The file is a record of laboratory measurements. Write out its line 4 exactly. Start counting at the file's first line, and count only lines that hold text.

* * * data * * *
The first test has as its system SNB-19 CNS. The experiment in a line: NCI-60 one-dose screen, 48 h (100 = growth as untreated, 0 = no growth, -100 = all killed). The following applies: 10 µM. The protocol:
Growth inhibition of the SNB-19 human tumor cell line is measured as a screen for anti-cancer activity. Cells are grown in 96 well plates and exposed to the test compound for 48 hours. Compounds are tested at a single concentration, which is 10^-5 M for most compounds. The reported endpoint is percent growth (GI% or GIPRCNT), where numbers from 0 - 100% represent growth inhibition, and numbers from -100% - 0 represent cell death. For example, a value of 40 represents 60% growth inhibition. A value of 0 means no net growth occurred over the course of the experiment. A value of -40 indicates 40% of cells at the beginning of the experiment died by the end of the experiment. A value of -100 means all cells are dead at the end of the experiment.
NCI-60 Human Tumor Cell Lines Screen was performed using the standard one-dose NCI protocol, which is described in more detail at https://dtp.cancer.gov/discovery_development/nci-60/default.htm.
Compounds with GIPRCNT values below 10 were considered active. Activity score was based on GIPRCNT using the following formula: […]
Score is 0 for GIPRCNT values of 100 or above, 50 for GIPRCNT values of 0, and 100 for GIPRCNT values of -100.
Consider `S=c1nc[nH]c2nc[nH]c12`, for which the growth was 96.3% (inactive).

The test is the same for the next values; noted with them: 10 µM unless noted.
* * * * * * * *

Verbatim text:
Compounds with GIPRCNT values below 10 were considered active. Activity score was based on GIPRCNT using the following formula: […]